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What’s Wrong with the World?

R. L. Solberg, current Master of Arts in Theological Studies student

If you’re like me, some days you just need a break from the news. I often feel my blood pressure rising as I scan the headlines. Just this morning a perusal of several popular news sites including CNN, BBC, Fox, and others revealed dozens of articles on issues like terrorism, racism, Trumpism, violence, bigotry, starvation, gay rights, sexism, illegal aliens, suicides, cyber-attacks, and floods. My, what a light, pick-me-up read first thing in the morning!

No matter what side you take on these issues we can all agree on one thing: something is wrong with the world. Even if we leave the TV off and avoid news websites—narrowing our focus from the global stage down to our own personal space—we’re still faced with a world where things aren’t right; dysfunctional family members, disobedient children, dishonest coworkers, money issues, health issues, the list goes on.

This is more than a personal preference issue. The “wrongness” of the world appears to be a universal, objective truth. While we may disagree about which things are wrong and what should be done to make them right, every human being has a sense of the way the world ought to be and recognizes that the world isn’t right.

And if we narrow our focus further from the personal space around us to the world inside us, the problem only gets worse. Because, while we each have beliefs and convictions about the way one ought to think or behave, we don’t always live up to even our own moral standards. How many of us who believe that lying is wrong have uttered an untruth at some point? How many of us have taken something that does not belong to us—money, property, credit for a job well done—despite our personal convictions that stealing is wrong?

In the early 1900s, the Times of London sent out an inquiry to famous authors, asking the question, “What’s wrong with the world today?”.  One young author responded simply:

“Dear Sir,

I am.

Yours, G.K. Chesterton.”

Chesterton was on to something. And it leads us to two big questions. Why do we human beings have an inherent set of standards to which we believe the world should conform? And why are we not able to live up to our own standards? It’s understandable that no one can live up to God’s perfect standard. But we can’t even seem to live up to the standards we set for ourselves!

I believe some insight can be found in a common topic of discussion with my atheist friends; does morality—our concept of “right and wrong”—come from God or nature?  I argue the former and atheists argue the latter, often claiming that empathy, as a social construct is the source of human morality. They argue that things like stealing and killing are wrong because they work against mankind’s evolutionary success.

For the sake of argument, suppose we grant their claim that morality is grounded in the survival of the human species. A thing is “wrong” if it reduces our chances of survival, and “right” if it increases them. Even if this were true, we’re still left with the bigger question; why are human beings unable to maintain this moral standard? Why are humans endowed with an innate desire for a certain standard of “rightness” which they are then unable to meet? Surely this incongruence does not serve our evolutionary success. This is where atheism comes up short, unable to offer any rational explanation for this phenomenon.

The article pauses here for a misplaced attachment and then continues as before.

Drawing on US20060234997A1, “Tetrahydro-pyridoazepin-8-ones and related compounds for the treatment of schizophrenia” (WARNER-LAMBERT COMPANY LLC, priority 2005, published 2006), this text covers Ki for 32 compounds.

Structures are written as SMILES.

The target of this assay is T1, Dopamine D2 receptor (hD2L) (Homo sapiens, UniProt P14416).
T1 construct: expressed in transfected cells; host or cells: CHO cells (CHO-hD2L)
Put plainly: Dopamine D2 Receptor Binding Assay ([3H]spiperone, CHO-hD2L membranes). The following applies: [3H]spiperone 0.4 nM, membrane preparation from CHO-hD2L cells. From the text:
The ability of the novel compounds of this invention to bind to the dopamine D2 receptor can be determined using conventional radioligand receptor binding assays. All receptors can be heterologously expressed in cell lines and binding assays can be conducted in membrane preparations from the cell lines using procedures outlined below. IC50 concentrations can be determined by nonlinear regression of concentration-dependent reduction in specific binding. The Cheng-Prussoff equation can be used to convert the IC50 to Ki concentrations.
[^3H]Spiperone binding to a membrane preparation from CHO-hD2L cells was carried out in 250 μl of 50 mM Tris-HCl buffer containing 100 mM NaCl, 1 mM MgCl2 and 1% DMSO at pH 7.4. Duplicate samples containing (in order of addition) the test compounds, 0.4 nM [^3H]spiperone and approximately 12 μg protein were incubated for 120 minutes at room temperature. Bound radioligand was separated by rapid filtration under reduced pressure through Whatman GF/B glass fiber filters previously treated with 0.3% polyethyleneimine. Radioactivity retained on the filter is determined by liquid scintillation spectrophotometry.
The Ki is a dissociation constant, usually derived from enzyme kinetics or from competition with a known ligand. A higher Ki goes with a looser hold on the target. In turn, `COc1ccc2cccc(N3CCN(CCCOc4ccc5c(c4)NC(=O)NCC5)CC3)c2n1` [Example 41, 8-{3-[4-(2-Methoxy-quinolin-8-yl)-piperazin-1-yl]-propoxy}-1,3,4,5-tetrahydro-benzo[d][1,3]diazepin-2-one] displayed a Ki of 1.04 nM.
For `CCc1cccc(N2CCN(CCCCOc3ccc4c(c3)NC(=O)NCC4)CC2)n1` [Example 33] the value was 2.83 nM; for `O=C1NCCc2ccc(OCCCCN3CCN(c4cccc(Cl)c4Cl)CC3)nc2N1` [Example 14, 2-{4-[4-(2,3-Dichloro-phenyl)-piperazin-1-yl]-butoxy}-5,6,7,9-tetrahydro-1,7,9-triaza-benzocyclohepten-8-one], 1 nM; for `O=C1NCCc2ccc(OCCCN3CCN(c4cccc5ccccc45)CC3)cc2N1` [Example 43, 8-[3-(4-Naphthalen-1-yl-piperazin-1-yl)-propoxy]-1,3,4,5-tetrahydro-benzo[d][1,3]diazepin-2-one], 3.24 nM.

Ultimate reality includes both material objects (e.g. matter, light, chemicals) and immaterial objects (e.g. information, minds, abstract numbers). Because the materialistic worldview of atheism is necessarily constrained to the physical universe, their list of acceptable answers is necessarily constrained to physical explanations. But if we’re looking for answers to the two big questions posed above, we’ll need to look to something above and outside of the physical universe to get us there. This is where I find Jesus unparalleled in His explanation of the deepest truths about reality and the human heart.

If, like me, you’ve ever wondered things like, “Why is there so much wrong with the world?” or “Why is there so much wrong with me?” you won’t find the answer in science textbooks. That’s not a slam on science, by the way. Science is an incredible source of knowledge about the physical universe. If we want to know what the gravitational constant of the universe is, the Bible won’t help. However, if we want to know why there is gravity in the first place we’ll find an explanation that begins with the very first verse of Scripture (Gen 1:1). And more to the point, if we want to know what’s wrong with the world—why all human beings have an inherent set of moral standards that they are unable to maintain—God’s word has much to teach us, starting with Romans 7:14-25.

R. L. Solberg is a writer, teacher, and Christian Apologist. His first book, Torahism: Are Christians Required to Keep the Law of Moses?, will be released this fall. He is currently pursuing a Master’s Degree in Theological Studies at Williamson College (Nashville, TN).  Check out his blog at: www.roso.co.